The Consumer Financial Protection Bureau has planned to adopt a rule that would prohibit financial firms from forcing Americans into arbitration in disputes over their bank and credit card accounts. This rule will affect millions of Americans, as they are no longer subject to the whims of financial firms and their exploitative measures the isolate individuals in order to make a profit.
Consumers are now able to band together in class-action lawsuits that could cost banks and other financial firms billions of dollars. The new rule, which is predicted to take effect next year should no major obstacles arise, is expected to create serious tensions. Both the Trump administration and House Republicans have pushed to restrict the consumer finance agency as part of an effort to lighten regulation on the financial industry. This rule will counteract against the aforementioned efforts, granting more power and protection to consumers at the expense of the financial industry.
The director of the consumer agency, Richard Cordray, stated that the ruling is following the spirit that a no one should escape accountability if they break the law, regardless of how large or powerful the individual in question may be. The rule has already faced opposition, as Representative Jeb Hensarling, a Texan Republican who has been trying to weaken the consumer agency, has stated that the rule should be rejected. Hensarling quotes that the “American people voted to drain the D.C. swamp of capricious, unaccountable bureaucrats who wish to control their lives,” which is ironic considering that the rule is an attempt to prevent financial firms from controlling the lives of ‘ordinary’ Americans.
Regardless of the opposition, the rule will be difficult to nullify due to populist appeal. There has been nationwide criticism of arbitration clauses that enable corporations to circumvent courts and take away the tools that fight abusive practices. Instead, the rule will dismantle a series of legal maneuvers that allow major American companies to block customers from going to court to fight potentially harmful business practices.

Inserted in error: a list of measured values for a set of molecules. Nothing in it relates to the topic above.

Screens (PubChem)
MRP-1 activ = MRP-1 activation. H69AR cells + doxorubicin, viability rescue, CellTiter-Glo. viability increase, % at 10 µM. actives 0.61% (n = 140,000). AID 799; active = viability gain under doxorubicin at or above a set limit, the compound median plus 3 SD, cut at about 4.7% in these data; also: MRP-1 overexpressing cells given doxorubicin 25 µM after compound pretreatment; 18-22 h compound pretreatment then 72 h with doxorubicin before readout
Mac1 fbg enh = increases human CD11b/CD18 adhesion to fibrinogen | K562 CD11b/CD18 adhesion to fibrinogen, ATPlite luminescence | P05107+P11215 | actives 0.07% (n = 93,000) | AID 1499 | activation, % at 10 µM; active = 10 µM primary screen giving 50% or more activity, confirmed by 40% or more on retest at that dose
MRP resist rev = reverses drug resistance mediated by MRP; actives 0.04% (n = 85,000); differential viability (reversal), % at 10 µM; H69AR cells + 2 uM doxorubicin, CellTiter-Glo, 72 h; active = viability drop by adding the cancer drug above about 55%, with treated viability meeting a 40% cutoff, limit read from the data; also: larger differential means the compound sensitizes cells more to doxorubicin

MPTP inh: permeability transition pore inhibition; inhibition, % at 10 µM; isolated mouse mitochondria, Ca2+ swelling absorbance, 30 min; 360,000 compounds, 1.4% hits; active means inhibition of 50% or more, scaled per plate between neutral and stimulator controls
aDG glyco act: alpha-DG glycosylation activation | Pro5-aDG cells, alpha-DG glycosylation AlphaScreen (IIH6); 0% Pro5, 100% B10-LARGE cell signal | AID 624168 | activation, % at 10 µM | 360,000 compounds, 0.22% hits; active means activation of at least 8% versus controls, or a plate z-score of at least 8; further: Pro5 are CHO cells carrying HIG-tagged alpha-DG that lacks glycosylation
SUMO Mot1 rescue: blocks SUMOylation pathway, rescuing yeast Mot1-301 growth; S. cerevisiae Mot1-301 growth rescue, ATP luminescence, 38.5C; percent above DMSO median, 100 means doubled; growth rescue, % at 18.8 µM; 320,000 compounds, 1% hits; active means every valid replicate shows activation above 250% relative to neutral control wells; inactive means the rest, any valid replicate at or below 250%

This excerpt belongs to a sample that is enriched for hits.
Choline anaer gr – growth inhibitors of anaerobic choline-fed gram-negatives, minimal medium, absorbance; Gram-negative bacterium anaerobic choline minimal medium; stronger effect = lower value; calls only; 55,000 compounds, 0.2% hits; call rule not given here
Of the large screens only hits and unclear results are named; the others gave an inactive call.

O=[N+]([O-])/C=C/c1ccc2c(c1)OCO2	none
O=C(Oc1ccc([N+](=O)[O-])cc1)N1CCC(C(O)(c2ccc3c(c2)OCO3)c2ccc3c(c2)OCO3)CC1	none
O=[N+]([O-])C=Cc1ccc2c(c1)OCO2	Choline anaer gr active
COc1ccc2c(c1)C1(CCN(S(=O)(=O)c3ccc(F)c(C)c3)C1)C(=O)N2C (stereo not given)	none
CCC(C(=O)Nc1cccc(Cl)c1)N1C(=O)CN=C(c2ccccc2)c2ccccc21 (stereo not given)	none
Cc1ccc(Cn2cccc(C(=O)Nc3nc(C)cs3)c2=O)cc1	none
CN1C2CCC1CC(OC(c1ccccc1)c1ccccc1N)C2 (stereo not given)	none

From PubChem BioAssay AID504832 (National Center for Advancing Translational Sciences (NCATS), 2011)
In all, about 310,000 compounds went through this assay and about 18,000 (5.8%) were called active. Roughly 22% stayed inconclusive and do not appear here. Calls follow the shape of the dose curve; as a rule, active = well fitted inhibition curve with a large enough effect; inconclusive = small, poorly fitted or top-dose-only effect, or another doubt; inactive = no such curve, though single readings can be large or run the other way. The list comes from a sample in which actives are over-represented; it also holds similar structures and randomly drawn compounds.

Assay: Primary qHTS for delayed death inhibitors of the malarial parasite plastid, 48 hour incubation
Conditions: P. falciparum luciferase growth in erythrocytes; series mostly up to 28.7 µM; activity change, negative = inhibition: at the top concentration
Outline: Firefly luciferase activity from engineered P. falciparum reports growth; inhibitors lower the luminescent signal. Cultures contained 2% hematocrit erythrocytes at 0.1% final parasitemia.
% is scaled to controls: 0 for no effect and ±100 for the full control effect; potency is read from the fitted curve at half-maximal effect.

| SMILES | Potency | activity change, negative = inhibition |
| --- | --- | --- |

The consumer agency itself has fallen under strict supervision and criticism by pro-business groups, arguing from a political standpoint that the rule is a quality of life improvement for class-action lawyers, who more often than not donate Democratically. Similar opposition has been the request that the president remove Cordray as director to an overreach of regulation. However, supporters of the agency agree that arbitration being independent from corporate interests is a priority that needs to be addressed.
The consequences of this rule is that corporations will no longer be able to use fine print in their contracts to force consumers into secretive arbitration that pits borrowers against powerful companies with deep pockets. Most people would abandon their claims due to a lack of resources, leaving the companies free to bully customers. Example class-action lawsuits that have been limited due to arbitration include predatory lending, wage theft, sexual discrimination and medical malpractice. What reinforces this practice is that it is practically impossible to apply for a credit card, rent a car, or shop online without agreeing to private arbitration. The rule balances the scales, by enabling people to band together and pool resources.
While the protections do not apply to existing accounts, consumers would be able to pay off old loans and open new accounts that do fall under the protection of the new rule, which has the potential for a considerable impact on consumer finance. While this rule will not explicitly outlaw arbitration, this new practice is expected to effectively kill the process.
The point of class-action lawsuits is not to give people a big payout but rather results in a small payout to individuals who are part of a larger group. The intention is that the companies pay large fines to put an end to abusive practices, and provides individuals with a voice and a community that ensures that no party is being exploited. Should this rule go through, consumer finance and the way banks and financial firms conduct businesses will face major changes?